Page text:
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If you have a child who worries, it’s easy for YOU to worry, too. Will they make friends? Will it hurt them academically? What could all this worrying do to them physically? If you’re like me, you’ve probably spent long hours searching for resources for child anxiety. That’s just what good parents do! We try to make everything better. 

Unfortunately, I can’t make it all better with a few words, though I wish I could. (Anyone who tells you differently is selling some serious snake oil, btw.) But I can offer hope and some suggestions, based on many years working with children and teens with anxiety. Please know with some love, patience, and evidence-based strategies and activities for anxiety, you can help your child pull through. 

6 Helpful Resources for a Child with Anxiety: It's easy to spend long hours hunting down resources for child anxiety. Here are our best tips from a special ed teacher who's been there.

Make a “Zen Zone”

This one is my favorite. Somewhere in your house, designate a special spot as the “zen zone” and hand it over to your child. It might be a corner, closet, loft, top bunk, beanbag chair, whatever! I’ve found kids tend to like small spaces because it helps them feel safe and secure, but your child might be different. This will be a spot for your child to frequent when they’re experiencing stress or anxiety. 

Have your child fill the space with calming items. Some ideas might include…

  • A weighted blanket 
  • Pictures of loved ones
  • Soft lighting like a lava lamp or twinkle lights
  • Favorite stuffed animals
  • Fidget items (I’ve covered this topic in a previous post on sensory toys, but basically anything to help them focus on the “here and now” works well.)
  • Colored pencils and an intricate coloring book that requires focus 
  • Words of affirmation or cards from their “what to do” checklist. Speaking of which…
resources for child anxiety

Create a “What to Do” Visual Checklist

When a child is experiencing a bout of anxiety or a panic attack, their cognitive abilities slow way down. This makes it difficult to engage in higher-order thinking like making decisions. If they forget what to do when they experience anxiety, a “what to do” visual checklist is the answer.

You might include items like “go to your zen zone,” do some deep breathing, play with Fido, do a grounding exercise, and more. 

A “what to do” visual checklist could take a couple of different forms. You might tape sheets of printer paper with visual cues in a space your child frequents. You also could take index cards, punch a hole in the corner, and connect them on a keychain for easy, portable reminders. Finally, if your child has their own phone or tablet device, you could make a special document or screen saver with their visual checklist on it.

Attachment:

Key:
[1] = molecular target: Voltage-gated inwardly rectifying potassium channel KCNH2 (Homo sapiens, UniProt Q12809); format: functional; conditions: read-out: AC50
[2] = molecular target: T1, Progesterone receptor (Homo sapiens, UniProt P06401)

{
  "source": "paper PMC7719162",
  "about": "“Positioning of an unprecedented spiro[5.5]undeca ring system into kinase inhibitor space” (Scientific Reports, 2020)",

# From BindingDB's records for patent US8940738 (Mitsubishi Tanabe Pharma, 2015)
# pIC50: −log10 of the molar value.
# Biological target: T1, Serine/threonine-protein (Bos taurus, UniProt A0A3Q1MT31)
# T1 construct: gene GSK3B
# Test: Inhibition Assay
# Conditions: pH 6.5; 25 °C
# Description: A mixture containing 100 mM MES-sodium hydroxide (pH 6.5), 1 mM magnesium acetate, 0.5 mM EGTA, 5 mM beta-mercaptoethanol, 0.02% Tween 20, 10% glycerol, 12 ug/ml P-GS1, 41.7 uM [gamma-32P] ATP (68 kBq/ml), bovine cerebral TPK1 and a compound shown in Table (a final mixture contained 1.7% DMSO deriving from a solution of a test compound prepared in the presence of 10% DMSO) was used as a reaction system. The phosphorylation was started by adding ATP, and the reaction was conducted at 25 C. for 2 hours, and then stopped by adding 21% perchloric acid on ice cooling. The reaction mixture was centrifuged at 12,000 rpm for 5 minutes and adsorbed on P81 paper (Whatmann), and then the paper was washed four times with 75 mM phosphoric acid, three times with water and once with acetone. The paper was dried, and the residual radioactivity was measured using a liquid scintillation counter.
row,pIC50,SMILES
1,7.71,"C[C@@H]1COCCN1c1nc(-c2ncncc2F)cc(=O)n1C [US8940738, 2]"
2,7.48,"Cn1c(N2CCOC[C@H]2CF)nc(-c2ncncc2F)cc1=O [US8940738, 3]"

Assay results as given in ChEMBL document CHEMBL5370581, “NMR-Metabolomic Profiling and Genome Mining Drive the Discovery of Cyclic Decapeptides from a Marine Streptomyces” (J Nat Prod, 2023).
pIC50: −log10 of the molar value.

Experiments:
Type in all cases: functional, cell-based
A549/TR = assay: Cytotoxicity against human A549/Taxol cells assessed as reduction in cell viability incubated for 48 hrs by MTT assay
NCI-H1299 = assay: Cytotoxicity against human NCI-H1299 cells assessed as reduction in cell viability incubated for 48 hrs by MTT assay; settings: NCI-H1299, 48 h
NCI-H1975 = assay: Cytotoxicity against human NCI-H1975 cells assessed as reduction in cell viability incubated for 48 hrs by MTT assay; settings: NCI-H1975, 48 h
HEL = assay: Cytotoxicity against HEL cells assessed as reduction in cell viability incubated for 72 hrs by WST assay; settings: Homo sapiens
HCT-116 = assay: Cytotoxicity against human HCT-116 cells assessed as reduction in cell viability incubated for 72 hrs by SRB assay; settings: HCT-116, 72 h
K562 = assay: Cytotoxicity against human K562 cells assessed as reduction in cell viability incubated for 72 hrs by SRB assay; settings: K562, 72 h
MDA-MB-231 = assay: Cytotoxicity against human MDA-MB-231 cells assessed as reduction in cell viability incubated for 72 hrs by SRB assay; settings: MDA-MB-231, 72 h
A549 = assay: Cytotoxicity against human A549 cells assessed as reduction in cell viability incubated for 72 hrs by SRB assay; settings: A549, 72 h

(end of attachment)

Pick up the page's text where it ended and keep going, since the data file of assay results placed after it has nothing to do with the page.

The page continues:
Read books 

Good books can’t cure a child of anxiety, but some are a tremendous amount of help. I find the helpful ones come in two different varieties:

Picture books 

Books that are resources for child anxiety

Audio Therapy

We humans know there’s something about music that’s healing to a soul. Help your child make their own “calm down playlist” for when they’re escalating. 

Some kids might want just a series of nature sounds like waterfalls, birds singing, or a thunderstorm. Other kids might prefer songs whose lyrics speak to the struggles they’re facing, and how to overcome them. (The last bit is important, because some songs can just bog a kid down in depressive, hopeless lyrics.) Songs like “Brave” by Sara Barellis, “Roar” by Katy Perry, and “Shake it Out” by Florence + the Machine are on my personal mix. If you’re blanking on ideas, google ‘songs about overcoming’ and you’ll find a ton. 

resources for child anxiety

Worksheets as resources for child anxiety

We’ve got an 18 page packet of prompts and worksheets for this exact purpose. You can find them at My Worry Book: Anxiety Worksheets

If you want to DYI it, however, I’ve got you covered. A regular ol’ spiral bound notebook works just as well (though it’s not as pretty). All you need is to write a different prompt at the top of each page. One page might ask your child to write (or draw) people in their life they can go to when they’re anxious. Another page might prompt them to write about times when they successfully handled big feelings in the past, and how they did it. You might offer a bunch of blank pages for letting them simply process: “what’s the matter, what can I control, and what do I have to accept?” 

A good therapist: the best resource for child anxiety

I mean, this one is kind of a no-brainer, right? There are highly skilled and trained professionals out there who help kids with this specific issue all day long. The best ones not only help equip your child to deal with their anxiety, but also help YOU to help your child. Why wouldn’t you rope them in and make them part of your solution team?

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